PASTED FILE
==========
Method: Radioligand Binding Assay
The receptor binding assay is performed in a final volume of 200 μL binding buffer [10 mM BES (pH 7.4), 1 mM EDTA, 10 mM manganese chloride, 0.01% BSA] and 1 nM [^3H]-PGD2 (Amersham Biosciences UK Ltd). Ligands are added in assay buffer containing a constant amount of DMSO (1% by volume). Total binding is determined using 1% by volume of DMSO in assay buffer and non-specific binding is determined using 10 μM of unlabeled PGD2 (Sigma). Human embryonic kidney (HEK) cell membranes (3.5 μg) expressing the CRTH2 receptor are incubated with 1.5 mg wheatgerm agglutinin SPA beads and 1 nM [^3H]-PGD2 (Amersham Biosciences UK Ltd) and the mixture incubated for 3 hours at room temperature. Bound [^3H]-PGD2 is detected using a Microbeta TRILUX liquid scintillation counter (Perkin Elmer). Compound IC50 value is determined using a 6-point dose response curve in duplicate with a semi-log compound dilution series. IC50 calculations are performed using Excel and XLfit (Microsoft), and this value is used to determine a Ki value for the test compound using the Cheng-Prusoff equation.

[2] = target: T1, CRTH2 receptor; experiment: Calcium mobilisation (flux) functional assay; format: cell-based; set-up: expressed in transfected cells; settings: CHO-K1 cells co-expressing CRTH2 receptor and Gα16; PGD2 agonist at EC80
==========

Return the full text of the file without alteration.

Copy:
Method: Radioligand Binding Assay
The receptor binding assay is performed in a final volume of 200 μL binding buffer [10 mM BES (pH 7.4), 1 mM EDTA, 10 mM manganese chloride, 0.01% BSA] and 1 nM [^3H]-PGD2 (Amersham Biosciences UK Ltd). Ligands are added in assay buffer containing a constant amount of DMSO (1% by volume). Total binding is determined using 1% by volume of DMSO in assay buffer and non-specific binding is determined using 10 μM of unlabeled PGD2 (Sigma). Human embryonic kidney (HEK) cell membranes (3.5 μg) expressing the CRTH2 receptor are incubated with 1.5 mg wheatgerm agglutinin SPA beads and 1 nM [^3H]-PGD2 (Amersham Biosciences UK Ltd) and the mixture incubated for 3 hours at room temperature. Bound [^3H]-PGD2 is detected using a Microbeta TRILUX liquid scintillation counter (Perkin Elmer). Compound IC50 value is determined using a 6-point dose response curve in duplicate with a semi-log compound dilution series. IC50 calculations are performed using Excel and XLfit (Microsoft), and this value is used to determine a Ki value for the test compound using the Cheng-Prusoff equation.

[2] = target: T1, CRTH2 receptor; experiment: Calcium mobilisation (flux) functional assay; format: cell-based; set-up: expressed in transfected cells; settings: CHO-K1 cells co-expressing CRTH2 receptor and Gα16; PGD2 agonist at EC80